Curried lentil soup has been a staple in my kitchen for many, many years. The frequency of making this soup increases as the winter starts to set in. It has remained a family favorite because it’s nutritious, comforting, flavorful, and a one-pot meal. We usually eat it with a salad and garlic toast or just avocado toast. The best thing about this soup is that it tastes even better the next day. So I make it once and eat twice. And you don’t have to repeat the toast/salad combination. The second time around, you can enjoy it on a bed of (brown) rice.
The only downside to making this curried lentil soup is that it takes its own sweet time–around 90 minutes–to make it. But I feel that the time committed to making a soup is totally justifiable as flavors, especially in lentil and bean soups, evolve through slow cooking over 1-2 hours. Therefore, I always try to make time-intensive soups when I have a bit more time on hand. The other trick to saving time is to make a double recipe. MAKE ONCE AND EAT TWICE. Before moving on, you may also like to explore other winter soups on Traffic Light Cook:
Here is how to make the curried lentil soup:
Soak red lentils for at least six hours or overnight. Drain and rinse under fresh running water. Soaking lentils helps reduce anti-nutrients such as phytates (more on this later) as well as cut down on cooking time. Curry powder is easily available in most supermarkets in the U.S. Interestingly, however, my mom or grandmother never used curry powder as it is known in the U.S. If you find it difficult to locate this ingredient in your local grocery store, find an alternative in the recipe card notes. Dried apricots may seem an unusual ingredient in this curried lentil soup, but it adds an interesting texture and a hint of sweetness that bolsters other flavors in the soup.
This soup is quite versatile in terms of pairing with other foods. I love it with garlic or avocado toast (recipe coming soon on TLC); it pairs just as well with plain (brown) rice. Store leftovers in refrigerator in an airtight container for up to 3-4 days. I like to finish it within three days. Enjoy!
This one-pot soup offers a lot of flavor and comfort on a wintry day (lunch) or evening (dinner). Make it once and eat it twice as it tastes even better the next day.
- 1 tsp avocado oil (or any other)
- 1 cup white onion (or any other type, finely chopped, about 1 medium)
- 1 tsp garlic (minced, 1-2 cloves)
- 1 cup carrot (grated, 2 small)
- 1/2 cup celery (thinly sliced, 1 stem)
- 1 tsp curry powder
- 1 tsp ground cumin
- 1/8 tsp cayenne pepper (or sub with 1/4 tsp ground black pepper)
- 1/2 tsp ground cinnamon (optional)
- 1 cup red lentils
- 13/4 cups crushed tomato (1 14-oz can, preferably low- or no-sodium added)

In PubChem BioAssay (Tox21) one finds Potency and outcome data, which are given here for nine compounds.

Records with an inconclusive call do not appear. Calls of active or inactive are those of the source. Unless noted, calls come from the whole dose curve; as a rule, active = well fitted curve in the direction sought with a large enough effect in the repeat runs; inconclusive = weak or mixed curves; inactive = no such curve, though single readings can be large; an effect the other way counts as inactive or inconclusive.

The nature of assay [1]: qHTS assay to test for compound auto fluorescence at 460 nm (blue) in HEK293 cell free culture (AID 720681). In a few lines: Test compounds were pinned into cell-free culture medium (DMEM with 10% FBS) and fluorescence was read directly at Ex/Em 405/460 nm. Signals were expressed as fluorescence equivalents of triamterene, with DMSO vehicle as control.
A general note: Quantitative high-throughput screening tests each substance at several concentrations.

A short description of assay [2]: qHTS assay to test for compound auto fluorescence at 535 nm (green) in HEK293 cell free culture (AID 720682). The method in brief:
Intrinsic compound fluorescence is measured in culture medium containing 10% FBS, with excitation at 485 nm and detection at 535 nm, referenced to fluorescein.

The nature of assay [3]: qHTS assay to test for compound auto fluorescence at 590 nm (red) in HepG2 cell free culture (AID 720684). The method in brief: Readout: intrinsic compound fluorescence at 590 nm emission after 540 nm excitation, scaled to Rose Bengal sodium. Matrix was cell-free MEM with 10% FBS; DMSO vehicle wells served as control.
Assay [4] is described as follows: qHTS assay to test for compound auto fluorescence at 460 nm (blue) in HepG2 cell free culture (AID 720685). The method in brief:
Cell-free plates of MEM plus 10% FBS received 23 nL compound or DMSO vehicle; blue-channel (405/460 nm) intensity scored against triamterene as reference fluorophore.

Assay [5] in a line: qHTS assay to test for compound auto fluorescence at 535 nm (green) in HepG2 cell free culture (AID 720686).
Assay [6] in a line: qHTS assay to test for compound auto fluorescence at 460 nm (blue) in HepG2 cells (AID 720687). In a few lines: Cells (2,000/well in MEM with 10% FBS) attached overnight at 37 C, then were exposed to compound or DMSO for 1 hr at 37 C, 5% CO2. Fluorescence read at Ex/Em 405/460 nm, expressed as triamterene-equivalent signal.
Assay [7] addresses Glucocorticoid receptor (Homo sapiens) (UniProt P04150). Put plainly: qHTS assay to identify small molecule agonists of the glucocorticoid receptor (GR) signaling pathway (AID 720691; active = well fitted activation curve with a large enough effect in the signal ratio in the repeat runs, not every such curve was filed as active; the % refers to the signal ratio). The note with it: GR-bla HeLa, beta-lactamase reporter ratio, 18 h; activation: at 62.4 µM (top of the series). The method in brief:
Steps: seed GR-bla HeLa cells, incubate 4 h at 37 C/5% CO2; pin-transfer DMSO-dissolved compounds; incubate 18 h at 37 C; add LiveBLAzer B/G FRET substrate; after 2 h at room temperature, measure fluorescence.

- 1 tsp salt
- 4 cups homemade vegetable broth* (or any other low-sodium vegetable broth)
- 2 tbsp dried apricots (finely chopped, about 4-5 apricots)
- 4 tsp red wine vinegar** (can sub with white vinegar or lemon)
- 2 tbsp fresh cilantro (or 1 tbsp fresh parsely, finely chopped, optional)
Soak lentils for at least six hours (or overnight). Drain the soak water and rinse.
Heat coconut oil in a heavy-bottom pot over medium-low heat. Add onions, garlic, and salt and cook for 2 minutes. Add grated carrots and thinly sliced celery. Cook for for 3-4 minutes in covered pot stirring a couple of times. Add ground cumin, curry powder, cayenne pepper, and ground cinnamon(if using).
Add lentils and crushed tomatoes and stir to mix well with veggies and spices. Add vegetable broth and bring to a gentle boil over medium heat. You can also partially cover the pot to expedite the process. Once the soup has boiled, reduce the heat to medium-low and let it simmer (partially covered) for about 30-40 minutes (stir once or twice while simmering).
Uncover the pot and check if the lentils are soft but still able to hold shape (try mashing a couple of lentil flakes between your fingers, it should mash completely and easily). If the lentil is even slightly hard, cover the pot and cook for another 10 minutes. Once lentils have completely cooked, add red wine vinegar and finely chopped dried apricot. Cook uncovered on medium- heat for another 7-10 minutes. Top with fresh cilantro. Enjoy!
*you can also use a combination of water and broth. I have tried with 3 cups broth+1cup water, and it tastes almost the same.
*if you are using store-bought broth you can add a bay leaf to the soup for more intense flavor.
*This soup inclines more toward stew consistency; if you like it to more more soupy, add one more cup of vegetable broth.
**if using lemon instead of vinegar, add to the soup after turning off the heat.
Dried Apricots: adding apricots can be a hit or miss. You can totally omit apricots, if this is something you or the family does not like.
Curry powder substitute: although it does not exactly replace curry powder, it's pretty close. you can use 1 tsp garam masala+1/4tsp ground turmeric+1/2tsp fresh minced ginger (or 1/4tsp dry ground ginger)+omit cumin powder.
Make it low-sodium: if avoiding salt, reduce salt to 1/2 tsp and double the amount of cayenne pepper+ add 2 tsp red wine vinegar to the recipe.
Make it low-fat: If avoiding fat, use ditch-the-oil cooking method instead of oil.